Now that we have explored Earth, Venus and Mars in some detail, it is very tempting to conclude that Venus is too close to the Sun so it is too hot for life as we know it. Mars is too far away from the Sun so it is too cold, and, as the Goldilocks fairytale goes, Earth is just the right distance from our Sun, neither too hot nor too cold to support life. This is the essence of the concept of the Goldilocks Zone, a specific distance from a star in which a planet receives just enough energy to support liquid water on its surface, and thus, life.
However, if we think about these three planets for a moment, we might notice some complications to this idea. First of all, of these planets, only Earth has a significant magnetic field that protects its atmosphere from solar wind. Why? It is this atmosphere that moderates Earth’s temperatures and allows liquid water to exist, between 0°C and 100°C. On Mars, with no magnetic field, any atmosphere that may have once existed has been stripped away over the eons by solar winds. Its surface is now ravaged by ultraviolet and other solar radiation. Earth is also the only planet that exhibits plate tectonics and this means that nutrients and gases can cycle into different forms, keeping their atmospheric concentrations buffered within certain extremes. For example, carbon dioxide is moderated by the carbon cycle on Earth and this prevents a runaway greenhouse effect, which seems to have occurred on Venus, sending its surface temperatures skyrocketing up to about 460°C.
Does distance from the Sun have anything to do with internally created core dynamos or plate tectonic movement? Does how a planet form impact its later habitability? Do catastrophic events early on in a planet’s life affect its later habitability as much or more than its distance from its star? For example, did Earth’s surface water come from within Earth or did it come from comet impacts during the Heavy Late Bombardment? Let’s see what the Goldilocks Zone theory has to offer in terms of answering these questions.
What the Goldilocks Zone Is
The Goldilocks Zone or habitable zone is, technically, the intersection of two regions in space that must both be favourable to life. One region is confined to the planetary system of interest and the other region is where this system exists within its galaxy. The zone around a star, also called the circumstellar habitable zone or ecosphere, is where the star’s energy output allows for water to exist as a liquid rather than freezing or boiling away. The galactic habitable zone is a hypothesis that is met with a bit more skepticism than the ecosphere zone. The idea here is that the center of the universe acts in much the same way as a star does in the ecosphere zone. The favourable zone must exist close enough to gather enough heavy elements to form a habitable planet but far enough away to be protected from radiation from the galactic centre. Planets or moons could exist within this intersected region and possibly support carbon-based life. However, it is important to remember that planets within the Goldilocks Zone may not all be habitable. For example, gas giants in this zone are unlikely to support life.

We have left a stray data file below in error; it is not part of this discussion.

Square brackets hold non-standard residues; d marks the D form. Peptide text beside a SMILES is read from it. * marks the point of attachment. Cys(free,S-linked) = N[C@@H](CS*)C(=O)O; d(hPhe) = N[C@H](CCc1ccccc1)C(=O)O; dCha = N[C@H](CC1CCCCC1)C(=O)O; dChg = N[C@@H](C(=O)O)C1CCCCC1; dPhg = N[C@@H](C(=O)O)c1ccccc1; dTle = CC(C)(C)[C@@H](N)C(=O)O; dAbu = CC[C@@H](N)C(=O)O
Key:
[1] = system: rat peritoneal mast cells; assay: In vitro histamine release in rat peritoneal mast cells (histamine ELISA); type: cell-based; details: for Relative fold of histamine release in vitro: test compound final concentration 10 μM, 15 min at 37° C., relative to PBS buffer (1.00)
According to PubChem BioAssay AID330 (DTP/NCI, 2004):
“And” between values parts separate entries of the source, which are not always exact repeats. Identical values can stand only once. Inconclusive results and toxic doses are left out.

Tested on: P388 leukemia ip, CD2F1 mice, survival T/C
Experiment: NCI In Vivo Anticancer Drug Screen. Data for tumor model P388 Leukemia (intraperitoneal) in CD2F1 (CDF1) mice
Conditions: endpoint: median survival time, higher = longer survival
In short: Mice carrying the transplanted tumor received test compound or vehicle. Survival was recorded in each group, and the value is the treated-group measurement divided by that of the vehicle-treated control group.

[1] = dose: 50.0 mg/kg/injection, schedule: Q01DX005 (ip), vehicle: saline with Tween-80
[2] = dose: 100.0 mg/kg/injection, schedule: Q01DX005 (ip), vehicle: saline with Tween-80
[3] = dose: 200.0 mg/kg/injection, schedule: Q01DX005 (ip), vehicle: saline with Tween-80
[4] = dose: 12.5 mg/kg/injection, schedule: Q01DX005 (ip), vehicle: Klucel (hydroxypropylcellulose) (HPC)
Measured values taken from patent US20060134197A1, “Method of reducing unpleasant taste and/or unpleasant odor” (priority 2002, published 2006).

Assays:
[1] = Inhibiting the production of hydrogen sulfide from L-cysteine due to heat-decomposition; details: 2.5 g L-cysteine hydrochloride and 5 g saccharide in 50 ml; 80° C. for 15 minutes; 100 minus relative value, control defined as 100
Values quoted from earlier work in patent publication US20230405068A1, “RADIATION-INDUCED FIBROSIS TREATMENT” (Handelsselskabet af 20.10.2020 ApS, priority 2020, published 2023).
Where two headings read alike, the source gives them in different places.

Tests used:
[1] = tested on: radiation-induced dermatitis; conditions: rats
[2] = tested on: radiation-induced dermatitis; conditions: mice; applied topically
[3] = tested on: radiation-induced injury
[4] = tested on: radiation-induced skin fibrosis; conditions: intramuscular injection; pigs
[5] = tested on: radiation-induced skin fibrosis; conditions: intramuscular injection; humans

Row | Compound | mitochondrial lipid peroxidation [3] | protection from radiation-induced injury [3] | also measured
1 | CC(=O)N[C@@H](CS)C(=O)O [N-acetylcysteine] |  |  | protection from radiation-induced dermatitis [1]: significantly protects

The Goldilocks Planets Of Gliese 581
The red dwarf star, Gliese 581, is of particular interest to scientists studying Goldilocks planets because it has a planetary system and one planet in particular, that lie within the Goldilocks Zone. This image produced and copyright by the European Southern Observatory (Gliese 581’s planetary system is described in detail on this Wikipedia page) compares Earth’s and Gliese’s Goldilocks planets.
(copyright attributed to European Southern Observatory)
You can see that both Earth and Mars are within the Goldilocks Zone with Venus just on the inner edge of it. Gliese 581 g exists well within the habitable zone around its star, with Gliese 581 c and Gliese 581 d straddling the zone. Scientists currently hold all three exoplanets as possibly life-supporting, with reservations. Gliese 581 g appears to be a perfect candidate for alien life. However, recent evidence indicates that it may be tidally locked, meaning that one side always faces its star. And I should also note that both planets g and f are listed as unconfirmed because they have not been detected by new spectrograph analysis. In both solar systems, planets such as Gliese 581 f and Jupiter do not receive enough solar radiation to make up for radiative losses, and surface water freezes. Planets such as Gliese 581 e and Mercury, on the other hand, absorb too much solar radiation and any surface water simply boils away. Keep in mind that the Goldilocks Zone must be calculated for each star system based on the energy output of that star. The Goldilocks Zone for Gliese 581 is much closer to the star than our Sun’s habitable zone. Gliese 581 has only 0.2% of the visual luminosity of our Sun (but while our Sun radiates mostly in the visible spectrum, Gliese 581 radiates mostly in the near infrared, meaning that although it is much fainter than the Sun it gives off a much higher percentage of its radiation as heat than the Sun does). This NASA image gives you an idea of how the Goldilocks Zone (shown as a green belt) is affected by the host star’s energy output.
Kepler Space Mission Results
The Kepler Space Observatory launched by NASA in 2009 is designed to discover Earth-like planets orbiting within the habitable zones of other stars in the Milky Way galaxy. This is Kepler’s targeted star field, only 1/400th of the night sky, courtesy of NASA.
We do not yet have the capacity to directly observe these planets but we can detect them indirectly by monitoring fluctuations in brightness of other main sequence stars. Fluctuations in brightness indicate one or more planets and/or moons crossing the star’s surface. This NASA image shows how this works.
In February 2011, the Kepler Space Observatory Mission Team released a list of 1235 possible exoplanets, with 54 of them being both Earthlike in size and existing within the Goldilocks Zone. This 10 - minute NASA video introduces us to the Kepler Mission.